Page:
Scott usually shoots with, at the very least, three cameras at a time. On Black Hawk Down, he was using 11. The director added:

I added to it because people felt there wasn't enough closure. "I really miss you. We had a good time, didn't we? Didn't you enjoy it?" "Yes, I did." Then, "What's your name?" "I know your name." "Bye, dad." That's great closure. This is new from now on, after "thanks for not saying anything."

Trivia: Robert Zemeckis, who was originally going to direct the movie before choosing to adapt The Polar Express, was the one who suggested sticking with the book's big twist.

Thelma & Louise (Featuring Ridley Scott)

Why Listen: Scott knows his characters inside and out. Similar to the commentary for Matchstick Men, he can tell you about a character's life outside of the movie, why they dress the way they dress or talk the way they talk, and what the characters all mean to one another. A small part of his interest in Thelma and Louise was to prove he wasn't some worldbuilder – a belief he quickly put to rest with Thelma & Louise. As much as Scott loves his often steamy and rainy worlds, he also has a deep fondness for his characters, especially Thelma (Geena Davis) and Louise (Susan Sarandon). It sounds like he's never had more fun making a movie, which worried him when it was time to edit the classic.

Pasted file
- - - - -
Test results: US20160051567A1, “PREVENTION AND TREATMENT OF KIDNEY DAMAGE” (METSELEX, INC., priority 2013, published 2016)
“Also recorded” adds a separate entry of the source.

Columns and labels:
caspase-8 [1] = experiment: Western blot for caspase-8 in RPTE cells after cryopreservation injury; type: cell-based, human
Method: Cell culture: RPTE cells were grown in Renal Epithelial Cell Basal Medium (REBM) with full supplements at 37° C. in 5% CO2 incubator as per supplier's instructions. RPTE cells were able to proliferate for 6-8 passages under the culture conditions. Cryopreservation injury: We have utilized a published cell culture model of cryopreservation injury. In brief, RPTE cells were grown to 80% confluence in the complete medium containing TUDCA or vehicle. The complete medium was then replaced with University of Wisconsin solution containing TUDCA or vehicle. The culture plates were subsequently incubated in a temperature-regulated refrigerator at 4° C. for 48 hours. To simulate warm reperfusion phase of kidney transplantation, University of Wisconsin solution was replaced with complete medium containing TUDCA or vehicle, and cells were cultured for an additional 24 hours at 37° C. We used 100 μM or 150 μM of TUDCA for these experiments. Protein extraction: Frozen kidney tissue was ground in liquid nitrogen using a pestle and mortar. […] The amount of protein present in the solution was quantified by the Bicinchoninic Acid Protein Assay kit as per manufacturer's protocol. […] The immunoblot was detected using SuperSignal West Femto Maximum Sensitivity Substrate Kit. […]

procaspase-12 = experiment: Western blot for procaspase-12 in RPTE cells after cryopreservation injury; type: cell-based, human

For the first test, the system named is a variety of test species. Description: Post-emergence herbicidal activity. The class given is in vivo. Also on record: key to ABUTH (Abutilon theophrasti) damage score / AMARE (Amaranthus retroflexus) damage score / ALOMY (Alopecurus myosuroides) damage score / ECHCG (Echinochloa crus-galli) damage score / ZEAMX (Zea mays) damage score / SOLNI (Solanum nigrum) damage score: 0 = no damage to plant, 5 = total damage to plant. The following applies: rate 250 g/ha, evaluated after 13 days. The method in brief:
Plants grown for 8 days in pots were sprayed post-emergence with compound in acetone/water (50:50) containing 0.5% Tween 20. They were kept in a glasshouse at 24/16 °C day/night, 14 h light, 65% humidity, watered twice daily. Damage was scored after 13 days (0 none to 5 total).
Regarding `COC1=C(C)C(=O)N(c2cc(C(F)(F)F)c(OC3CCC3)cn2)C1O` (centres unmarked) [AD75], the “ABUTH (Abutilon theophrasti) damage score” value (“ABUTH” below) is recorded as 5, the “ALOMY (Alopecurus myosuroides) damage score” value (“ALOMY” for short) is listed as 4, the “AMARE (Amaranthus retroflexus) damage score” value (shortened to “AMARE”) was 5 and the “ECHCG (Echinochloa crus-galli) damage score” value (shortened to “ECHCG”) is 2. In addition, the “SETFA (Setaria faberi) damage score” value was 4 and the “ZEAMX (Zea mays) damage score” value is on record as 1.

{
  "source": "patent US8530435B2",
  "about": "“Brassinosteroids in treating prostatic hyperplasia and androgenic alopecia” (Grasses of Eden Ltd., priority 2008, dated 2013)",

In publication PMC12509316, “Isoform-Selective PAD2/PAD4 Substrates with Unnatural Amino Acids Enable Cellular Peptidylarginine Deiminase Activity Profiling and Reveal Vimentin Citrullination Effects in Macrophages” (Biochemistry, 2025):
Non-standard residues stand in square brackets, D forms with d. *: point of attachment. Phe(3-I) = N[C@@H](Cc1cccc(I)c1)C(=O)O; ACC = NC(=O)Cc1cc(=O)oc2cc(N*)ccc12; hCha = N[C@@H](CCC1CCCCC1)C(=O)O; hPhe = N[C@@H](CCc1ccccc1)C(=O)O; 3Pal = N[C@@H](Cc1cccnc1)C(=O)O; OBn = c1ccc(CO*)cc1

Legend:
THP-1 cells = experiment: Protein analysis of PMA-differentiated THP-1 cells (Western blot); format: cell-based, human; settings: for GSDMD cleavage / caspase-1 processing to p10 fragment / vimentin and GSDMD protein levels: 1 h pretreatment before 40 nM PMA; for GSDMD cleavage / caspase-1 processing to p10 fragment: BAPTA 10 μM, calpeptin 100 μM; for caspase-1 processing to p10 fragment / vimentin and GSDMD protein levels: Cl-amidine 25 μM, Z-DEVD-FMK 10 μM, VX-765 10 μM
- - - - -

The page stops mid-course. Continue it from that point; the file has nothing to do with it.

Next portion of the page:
What's Said: Thelma & Louise is a thrilling and moving ride. There was discussion whether it should be more serious in tone, though:

Thelma, as a script, could've been handled two ways. You could've gone the direction of...Let's say, choose a good movie that's serious, Silkwood. You could've gone down the route of Silkwood, albeit about a totally different subject, but tonally you could've gone down that route, and I think it would've become too serious and too documentary. At one stage, [screenwriter] Callie [Khouri] was angling in that direction, like, 'Why not?' I'm saying it can also be really fun, and if it's fun, it can reach a much bigger audience. After all, that's what movies are about. Movies are not a cheap medium. They are an expensive medium, so a part of my target is to put enough butts in seats as possible. This business is also about commerce, and people forget that. A part of a director's job, from my point-of-view, is giving the studio their cake and eating it, but me also getting my cake and eating it.

A Day on the Job: The iconic finale of Thelma & Louise was shot with a very limited amount of time, but Scott, who likes to work fast and go with his gut, made it work:

This was all shot in a desperately short time, in 45 minutes. I was against the gun here, on the edge. We were right on the money here as well. If I went on one more day, it would've meant a four-day weekend, which cranked the budget up probably another $600,000 or $700,00. I knew I had to get it here. It was better to go for it, look at it afterward, and if really get stuck, re-do the close-ups somewhere else. I had to get out of here. This is what's technical about filming: you have to get out now.

Trivia: Badlands was an influence on Scott's road movie. He followed far more sympathetic characters, but he wanted to create a similar "sense of legend."